Issaquah’s trolley is ready to roll

August 6, 2013

By Peter Clark

All aboard!

By Peter Clark After the trolley presentation July 23, attendees were invited to tour No. 519 on its track and ask questions of the conductors.

By Peter Clark
After the trolley presentation July 23, attendees were invited to tour No. 519 on its track and ask questions of the conductors.

The Issaquah Valley Trolley, a committee of the Issaquah History Museums, invites the public to hop on renovated streetcar No. 519 as it begins 2013 service Aug. 10.

Traveling a half-mile from the Issaquah Train Depot to the bridge near the Darigold Creamery, the trolley will carry passengers from 11 a.m. to 3 p.m. on weekends through summer and into fall.

At an open house July 23, committee members who had a hand in acquiring the trolley, repairing it and launching the volunteer-led operation told their story to a gathering of interested citizens.

“Most people don’t remember the great era of the streetcar,” Issaquah Valley Trolley committee member Craig Thorpe said. Dressed in a black conductor’s uniform, he spoke glowingly of a time when the streetcar was a regular transit experience. “There is an intimacy that can be had even on a short ride like ours. If Issaquah had ever had a streetcar, it would have been a trolley.”

Thorpe said that interest in using a trolley on the aging tracks around Front Street began in the early 1900s. After the committee deemed an initial test project in 2001, conducted with a trolley leased from the Yakima Valley Trolley, it committed to finding a streetcar that could operate on the limited rail.

Thorpe said that with the help of the city, Microsoft and numerous other donors, Issaquah Valley Trolley was able to purchase a trolley. No. 519 was constructed in 1925 in Pittsburgh, used for years in Lisbon, Portugal, and bought while sitting in Aspen, Colo.

Issaquah History Museums President Ed Seil said that establishing the trolley in such a historic part of the city fell directly in line with the organization’s aim.

“Issaquah History Museums’ goal is to discover, share and preserve,” Seil said. “This will help attract people to both museums and give people a feel for what it was like to ride the streetcar in the early 1990s.”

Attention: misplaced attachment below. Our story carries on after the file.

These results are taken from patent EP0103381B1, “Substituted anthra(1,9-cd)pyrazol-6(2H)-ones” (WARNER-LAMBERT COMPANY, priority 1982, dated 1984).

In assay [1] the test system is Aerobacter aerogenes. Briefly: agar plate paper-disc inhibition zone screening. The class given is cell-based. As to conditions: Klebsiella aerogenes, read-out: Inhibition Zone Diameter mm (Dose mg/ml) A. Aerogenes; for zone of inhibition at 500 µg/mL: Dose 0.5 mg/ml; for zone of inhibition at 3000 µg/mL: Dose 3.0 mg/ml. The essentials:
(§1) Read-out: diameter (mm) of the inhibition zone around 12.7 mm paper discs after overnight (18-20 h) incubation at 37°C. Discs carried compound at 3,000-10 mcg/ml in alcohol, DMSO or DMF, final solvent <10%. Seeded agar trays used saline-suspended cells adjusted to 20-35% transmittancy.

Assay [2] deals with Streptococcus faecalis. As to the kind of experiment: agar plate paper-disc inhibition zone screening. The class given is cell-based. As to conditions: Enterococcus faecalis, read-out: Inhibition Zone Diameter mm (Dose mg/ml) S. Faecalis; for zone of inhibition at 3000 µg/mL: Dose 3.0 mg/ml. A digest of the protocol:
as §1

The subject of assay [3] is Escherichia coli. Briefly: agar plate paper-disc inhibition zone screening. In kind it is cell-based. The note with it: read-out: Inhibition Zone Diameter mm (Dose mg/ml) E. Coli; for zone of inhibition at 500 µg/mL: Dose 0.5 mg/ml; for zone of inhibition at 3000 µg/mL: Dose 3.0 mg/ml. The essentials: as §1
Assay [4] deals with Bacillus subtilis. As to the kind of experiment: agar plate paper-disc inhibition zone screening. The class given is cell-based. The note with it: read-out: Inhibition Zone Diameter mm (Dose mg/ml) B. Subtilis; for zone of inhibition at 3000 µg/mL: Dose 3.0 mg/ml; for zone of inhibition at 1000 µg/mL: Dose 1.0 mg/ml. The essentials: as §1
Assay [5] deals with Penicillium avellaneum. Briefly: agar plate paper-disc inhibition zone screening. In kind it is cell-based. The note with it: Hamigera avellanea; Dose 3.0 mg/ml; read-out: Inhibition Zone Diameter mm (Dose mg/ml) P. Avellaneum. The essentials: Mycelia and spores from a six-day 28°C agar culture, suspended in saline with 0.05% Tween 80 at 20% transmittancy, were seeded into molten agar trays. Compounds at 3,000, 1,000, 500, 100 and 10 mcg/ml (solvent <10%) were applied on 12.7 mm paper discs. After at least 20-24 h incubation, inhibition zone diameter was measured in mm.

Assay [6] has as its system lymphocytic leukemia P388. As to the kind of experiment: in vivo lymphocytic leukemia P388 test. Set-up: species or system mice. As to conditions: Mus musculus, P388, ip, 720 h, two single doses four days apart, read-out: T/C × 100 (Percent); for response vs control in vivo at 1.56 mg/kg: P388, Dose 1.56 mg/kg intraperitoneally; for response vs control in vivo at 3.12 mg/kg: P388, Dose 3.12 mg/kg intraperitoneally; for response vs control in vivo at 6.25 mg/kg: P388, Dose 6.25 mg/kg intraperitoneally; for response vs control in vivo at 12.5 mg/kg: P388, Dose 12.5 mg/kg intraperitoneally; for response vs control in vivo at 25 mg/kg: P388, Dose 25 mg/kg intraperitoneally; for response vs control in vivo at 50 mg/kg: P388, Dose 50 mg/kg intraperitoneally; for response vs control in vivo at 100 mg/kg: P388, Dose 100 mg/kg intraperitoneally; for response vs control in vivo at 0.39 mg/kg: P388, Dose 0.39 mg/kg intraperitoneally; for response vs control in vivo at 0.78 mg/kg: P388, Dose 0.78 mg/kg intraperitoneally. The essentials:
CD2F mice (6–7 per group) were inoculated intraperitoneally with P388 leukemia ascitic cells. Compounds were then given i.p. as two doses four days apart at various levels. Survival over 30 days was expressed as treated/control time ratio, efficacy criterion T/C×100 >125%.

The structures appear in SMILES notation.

Thorpe said the specifics of the trolley’s operation are still being decided.

“It will be on a donation basis,” he said. “We’re testing how this is going to work. As long as the weekend weather is decent, we’ll do that.”

He also said that the committee is examining using the trolley for charter trips and possibly in Christmas celebrations.

Additionally, he said that the trolley is wheelchair and scooter accessible.

Looking into the future, Thorpe said that they would like the track to run all the way down the existing seven-eighths of a mile down to Gilman Boulevard. Currently, however, the bridge by Darigold is in need of repair to support the streetcar’s weight.

Short though the track may be, Thorpe was optimistic about the impact it would have on the community when it begins to run.

“Even as we did a test run, wide-eyed kids were running down to look,” he said. “We want to give something that you need, something that’s historic and something that makes history and doesn’t just repeat it.”

 

If you go

Trolley Rides

  • Issaquah Train Depot
  • 150 First Ave. N.
  • Aug. 10 and 11
  • 11 a.m. to 3 p.m.
  • Donations accepted

 

Bookmark and Share
Other Stories of Interest: , , ,

Comments

4 Responses to “Issaquah’s trolley is ready to roll”

  1. D Cooke on August 7th, 2013 5:27 am

    Brilliant. Traffic on Front street is already so smooth, adding a Portugese trolley that travels from nowhere to nowhere, but crosses Front street on its way each time will certainly help.

  2. Smoley on August 7th, 2013 9:01 am

    “Issaquah History Museums’ goal is to discover, share and preserve,” Seil said. “This will help attract people to both museums and give people a feel for what it was like to ride the streetcar in the early 1990s.”

    Yeah, you just need an unwashed goateed conductor wearing flannel and an onboard sound system blasting “Smells like Trolley Spirit” to the passengers to complete that early 1990′s experience.

    LOL. Shouldn’t that be “early 1900′s”?

  3. Jim Allen on August 10th, 2013 1:29 pm

    What a great idea, when I lived in Europe, people used the trolley, just like we did in 1938 in Seattle, until they tore them out for the car. For the Red Neck complaining about the traffic, maybe he should leave his gas guzzeling truck out on the farm where it belongs like I do on my Ranch in Montana. Keep up the good work, the only complaint I have is that it is not longer.

  4. Doug on August 13th, 2013 4:21 pm

    A trolley would be nice if it served a purpose like those in Europe. When 5% of the ride is crossing the street it’s pointless and just a novelty.

Got something to say?

Before you comment, please note:

  • These comments are moderated.
  • Comments should be relevant to the topic at hand and contribute to its discussion.
  • Personal attacks and/or excessive profanity will not be tolerated and such comments will not be approved.
  • This is not your personal chat room or forum, so please stay on topic.